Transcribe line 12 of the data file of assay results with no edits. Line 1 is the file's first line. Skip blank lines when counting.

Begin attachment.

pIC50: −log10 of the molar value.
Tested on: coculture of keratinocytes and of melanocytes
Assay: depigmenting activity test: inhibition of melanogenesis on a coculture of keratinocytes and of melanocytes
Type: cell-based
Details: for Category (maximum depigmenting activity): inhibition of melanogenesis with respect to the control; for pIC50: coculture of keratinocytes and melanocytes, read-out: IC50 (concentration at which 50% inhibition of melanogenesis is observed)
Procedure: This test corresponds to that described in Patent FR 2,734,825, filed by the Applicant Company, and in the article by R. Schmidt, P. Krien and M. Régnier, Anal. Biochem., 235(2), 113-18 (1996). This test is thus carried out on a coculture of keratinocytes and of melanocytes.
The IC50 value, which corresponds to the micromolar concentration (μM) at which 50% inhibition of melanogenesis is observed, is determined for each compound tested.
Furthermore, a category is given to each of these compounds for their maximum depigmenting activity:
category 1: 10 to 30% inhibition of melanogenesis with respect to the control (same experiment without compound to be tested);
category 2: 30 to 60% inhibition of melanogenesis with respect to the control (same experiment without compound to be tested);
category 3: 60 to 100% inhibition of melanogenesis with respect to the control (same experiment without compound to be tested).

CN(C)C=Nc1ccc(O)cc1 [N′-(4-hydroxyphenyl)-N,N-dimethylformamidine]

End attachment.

CN(C)C=Nc1ccc(O)cc1 [N′-(4-hydroxyphenyl)-N,N-dimethylformamidine]